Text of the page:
VIVID, VISTA trials: Aflibercept superior to laser treatment for DME

NEW ORLEANS — Parallel studies testing separate regimens of aflibercept injections against laser photocoagulation found both drug regimens to work better than laser photocoagulation in patients with diabetic macular edema.

Reporting the primary results at 1 year of the VIVID and VISTA trials, Diana V. Do, MD, told colleagues at Retina Subspecialty Day preceding the American Academy of Ophthalmology meeting, “Eyes that were randomized to either dosing regimen of aflibercept had superior visual acuity outcomes compared to laser-treated eyes.”

In the two randomized, multicenter, double-masked trials in patients with clinically significant DME with central involvement, 406 eyes in the VIVID study and 466 eyes in the VISTA study were randomized 1:1:1 to receive 2 mg Eylea (aflibercept, Regeneron) given intravitreally every 4 weeks, 2 mg aflibercept given intravitreally every 8 weeks after five initial monthly doses or laser photocoagulation. Primary endpoint at week 52 was mean change in best corrected visual acuity.

“In fact, eyes that received aflibercept gained on average 10.5 to 12.5 letters of acuity at year 1,” Do said. Thirty-two percent to 41% of aflibercept-treated eyes gained 15 or more letters of acuity compared with 8% to 9% of laser-treated eyes, she said.

On average, aflibercept given every 8 weeks was similar to aflibercept given every 4 weeks, she said. Furthermore, there were no systemic safety signals associated with aflibercept through 1 year of treatment.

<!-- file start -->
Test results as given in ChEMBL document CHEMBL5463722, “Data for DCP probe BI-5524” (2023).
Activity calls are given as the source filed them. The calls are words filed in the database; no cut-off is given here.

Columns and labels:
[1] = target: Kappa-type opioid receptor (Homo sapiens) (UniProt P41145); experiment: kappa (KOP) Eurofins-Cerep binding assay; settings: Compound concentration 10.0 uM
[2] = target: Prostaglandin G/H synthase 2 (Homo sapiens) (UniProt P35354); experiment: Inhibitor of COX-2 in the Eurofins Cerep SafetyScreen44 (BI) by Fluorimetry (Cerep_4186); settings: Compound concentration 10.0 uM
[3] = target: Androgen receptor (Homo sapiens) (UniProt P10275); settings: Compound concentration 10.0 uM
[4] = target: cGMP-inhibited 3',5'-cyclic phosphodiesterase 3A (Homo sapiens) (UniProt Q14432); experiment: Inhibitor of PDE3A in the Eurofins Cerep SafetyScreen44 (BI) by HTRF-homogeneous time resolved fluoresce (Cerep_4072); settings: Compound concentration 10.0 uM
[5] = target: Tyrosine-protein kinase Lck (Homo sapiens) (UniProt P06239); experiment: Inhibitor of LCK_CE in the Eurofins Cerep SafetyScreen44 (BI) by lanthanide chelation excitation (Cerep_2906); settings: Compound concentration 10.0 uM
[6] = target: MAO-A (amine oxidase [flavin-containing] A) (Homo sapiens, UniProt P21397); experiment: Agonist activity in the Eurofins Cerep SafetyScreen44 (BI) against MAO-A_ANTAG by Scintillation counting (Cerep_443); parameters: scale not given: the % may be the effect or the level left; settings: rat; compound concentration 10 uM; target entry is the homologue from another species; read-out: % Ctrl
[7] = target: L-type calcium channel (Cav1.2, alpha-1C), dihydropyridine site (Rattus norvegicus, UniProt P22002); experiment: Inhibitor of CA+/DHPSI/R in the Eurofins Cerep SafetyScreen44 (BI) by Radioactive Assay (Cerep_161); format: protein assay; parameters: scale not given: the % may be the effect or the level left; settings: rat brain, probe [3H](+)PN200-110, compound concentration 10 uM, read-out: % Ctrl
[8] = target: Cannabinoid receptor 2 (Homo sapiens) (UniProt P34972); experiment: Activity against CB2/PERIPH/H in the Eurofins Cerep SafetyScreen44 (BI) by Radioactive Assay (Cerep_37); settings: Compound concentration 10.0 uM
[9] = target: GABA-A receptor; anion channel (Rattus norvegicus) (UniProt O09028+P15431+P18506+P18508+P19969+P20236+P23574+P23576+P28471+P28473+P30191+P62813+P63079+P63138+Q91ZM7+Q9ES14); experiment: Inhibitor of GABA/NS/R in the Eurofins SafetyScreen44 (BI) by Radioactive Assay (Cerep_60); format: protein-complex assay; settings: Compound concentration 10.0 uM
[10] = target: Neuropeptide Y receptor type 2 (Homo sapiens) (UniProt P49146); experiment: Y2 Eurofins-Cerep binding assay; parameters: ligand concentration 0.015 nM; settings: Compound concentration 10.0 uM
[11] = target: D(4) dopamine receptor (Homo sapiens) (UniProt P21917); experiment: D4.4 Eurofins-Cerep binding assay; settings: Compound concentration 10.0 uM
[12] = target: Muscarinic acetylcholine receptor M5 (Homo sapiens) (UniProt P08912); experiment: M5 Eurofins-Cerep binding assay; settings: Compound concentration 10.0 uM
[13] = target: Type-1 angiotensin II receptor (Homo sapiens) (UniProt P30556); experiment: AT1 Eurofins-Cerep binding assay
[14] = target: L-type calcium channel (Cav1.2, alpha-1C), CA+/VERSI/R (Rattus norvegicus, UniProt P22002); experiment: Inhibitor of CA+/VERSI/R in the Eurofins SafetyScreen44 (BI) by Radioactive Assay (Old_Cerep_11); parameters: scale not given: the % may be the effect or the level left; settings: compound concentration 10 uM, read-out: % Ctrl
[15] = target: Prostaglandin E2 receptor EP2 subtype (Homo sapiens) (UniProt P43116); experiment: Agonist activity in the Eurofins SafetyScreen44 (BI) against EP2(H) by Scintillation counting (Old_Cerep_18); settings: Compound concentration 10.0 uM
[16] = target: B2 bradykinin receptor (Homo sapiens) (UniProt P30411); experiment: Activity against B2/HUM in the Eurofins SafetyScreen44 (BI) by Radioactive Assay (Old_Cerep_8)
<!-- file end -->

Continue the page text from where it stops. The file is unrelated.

Disclosure: Do receives research support from Genentech and Regeneron.

NEW ORLEANS — Parallel studies testing separate regimens of aflibercept injections against laser photocoagulation found both drug regimens to work better than laser photocoagulation in patients with diabetic macular edema.

Reporting the primary results at 1 year of the VIVID and VISTA trials, Diana V. Do, MD, told colleagues at Retina Subspecialty Day preceding the American Academy of Ophthalmology meeting, “Eyes that were randomized to either dosing regimen of aflibercept had superior visual acuity outcomes compared to laser-treated eyes.”

In the two randomized, multicenter, double-masked trials in patients with clinically significant DME with central involvement, 406 eyes in the VIVID study and 466 eyes in the VISTA study were randomized 1:1:1 to receive 2 mg Eylea (aflibercept, Regeneron) given intravitreally every 4 weeks, 2 mg aflibercept given intravitreally every 8 weeks after five initial monthly doses or laser photocoagulation. Primary endpoint at week 52 was mean change in best corrected visual acuity.

“In fact, eyes that received aflibercept gained on average 10.5 to 12.5 letters of acuity at year 1,” Do said. Thirty-two percent to 41% of aflibercept-treated eyes gained 15 or more letters of acuity compared with 8% to 9% of laser-treated eyes, she said.

On average, aflibercept given every 8 weeks was similar to aflibercept given every 4 weeks, she said. Furthermore, there were no systemic safety signals associated with aflibercept through 1 year of treatment.

Disclosure: Do receives research support from Genentech and Regeneron.